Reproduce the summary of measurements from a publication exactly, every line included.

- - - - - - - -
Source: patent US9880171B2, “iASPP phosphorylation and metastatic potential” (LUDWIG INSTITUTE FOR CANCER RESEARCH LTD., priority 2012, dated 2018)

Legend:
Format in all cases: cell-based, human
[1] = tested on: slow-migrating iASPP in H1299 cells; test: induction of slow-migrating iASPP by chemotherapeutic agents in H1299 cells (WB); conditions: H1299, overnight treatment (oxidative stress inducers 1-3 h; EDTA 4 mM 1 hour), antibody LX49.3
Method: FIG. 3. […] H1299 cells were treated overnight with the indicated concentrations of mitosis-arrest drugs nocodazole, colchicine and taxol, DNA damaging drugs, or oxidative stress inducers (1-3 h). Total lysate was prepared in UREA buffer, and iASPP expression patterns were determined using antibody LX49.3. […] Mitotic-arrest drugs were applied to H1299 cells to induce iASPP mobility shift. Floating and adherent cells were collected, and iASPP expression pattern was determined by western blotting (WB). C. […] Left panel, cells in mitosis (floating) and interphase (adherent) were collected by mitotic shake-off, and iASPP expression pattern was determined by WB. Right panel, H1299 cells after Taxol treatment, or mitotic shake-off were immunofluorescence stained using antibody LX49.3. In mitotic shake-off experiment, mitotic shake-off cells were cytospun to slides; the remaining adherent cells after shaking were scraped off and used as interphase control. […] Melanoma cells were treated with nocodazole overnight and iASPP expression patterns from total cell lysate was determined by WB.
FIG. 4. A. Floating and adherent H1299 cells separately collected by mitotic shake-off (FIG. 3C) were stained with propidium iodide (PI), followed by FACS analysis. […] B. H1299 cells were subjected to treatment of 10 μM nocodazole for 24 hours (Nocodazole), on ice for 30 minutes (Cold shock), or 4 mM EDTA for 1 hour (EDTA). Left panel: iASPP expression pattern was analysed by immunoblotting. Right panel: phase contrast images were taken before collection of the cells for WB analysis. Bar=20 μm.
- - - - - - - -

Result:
Source: patent US9880171B2, “iASPP phosphorylation and metastatic potential” (LUDWIG INSTITUTE FOR CANCER RESEARCH LTD., priority 2012, dated 2018)

Legend:
Format in all cases: cell-based, human
[1] = tested on: slow-migrating iASPP in H1299 cells; test: induction of slow-migrating iASPP by chemotherapeutic agents in H1299 cells (WB); conditions: H1299, overnight treatment (oxidative stress inducers 1-3 h; EDTA 4 mM 1 hour), antibody LX49.3
Method: FIG. 3. […] H1299 cells were treated overnight with the indicated concentrations of mitosis-arrest drugs nocodazole, colchicine and taxol, DNA damaging drugs, or oxidative stress inducers (1-3 h). Total lysate was prepared in UREA buffer, and iASPP expression patterns were determined using antibody LX49.3. […] Mitotic-arrest drugs were applied to H1299 cells to induce iASPP mobility shift. Floating and adherent cells were collected, and iASPP expression pattern was determined by western blotting (WB). C. […] Left panel, cells in mitosis (floating) and interphase (adherent) were collected by mitotic shake-off, and iASPP expression pattern was determined by WB. Right panel, H1299 cells after Taxol treatment, or mitotic shake-off were immunofluorescence stained using antibody LX49.3. In mitotic shake-off experiment, mitotic shake-off cells were cytospun to slides; the remaining adherent cells after shaking were scraped off and used as interphase control. […] Melanoma cells were treated with nocodazole overnight and iASPP expression patterns from total cell lysate was determined by WB.
FIG. 4. A. Floating and adherent H1299 cells separately collected by mitotic shake-off (FIG. 3C) were stained with propidium iodide (PI), followed by FACS analysis. […] B. H1299 cells were subjected to treatment of 10 μM nocodazole for 24 hours (Nocodazole), on ice for 30 minutes (Cold shock), or 4 mM EDTA for 1 hour (EDTA). Left panel: iASPP expression pattern was analysed by immunoblotting. Right panel: phase contrast images were taken before collection of the cells for WB analysis. Bar=20 μm.